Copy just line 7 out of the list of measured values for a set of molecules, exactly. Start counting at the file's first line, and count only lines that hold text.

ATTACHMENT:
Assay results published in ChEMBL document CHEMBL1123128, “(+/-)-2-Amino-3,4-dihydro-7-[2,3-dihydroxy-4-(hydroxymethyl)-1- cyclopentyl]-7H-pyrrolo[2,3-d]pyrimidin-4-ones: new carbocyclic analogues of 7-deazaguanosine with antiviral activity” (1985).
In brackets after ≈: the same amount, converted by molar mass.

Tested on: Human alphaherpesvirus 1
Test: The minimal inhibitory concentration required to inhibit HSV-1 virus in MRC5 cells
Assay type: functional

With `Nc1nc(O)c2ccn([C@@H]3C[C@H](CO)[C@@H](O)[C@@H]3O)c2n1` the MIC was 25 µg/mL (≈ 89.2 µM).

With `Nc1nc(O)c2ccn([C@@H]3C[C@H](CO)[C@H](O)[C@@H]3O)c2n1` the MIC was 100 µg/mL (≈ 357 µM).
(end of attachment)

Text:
With `Nc1nc(O)c2ccn([C@@H]3C[C@H](CO)[C@H](O)[C@@H]3O)c2n1` the MIC was 100 µg/mL (≈ 357 µM).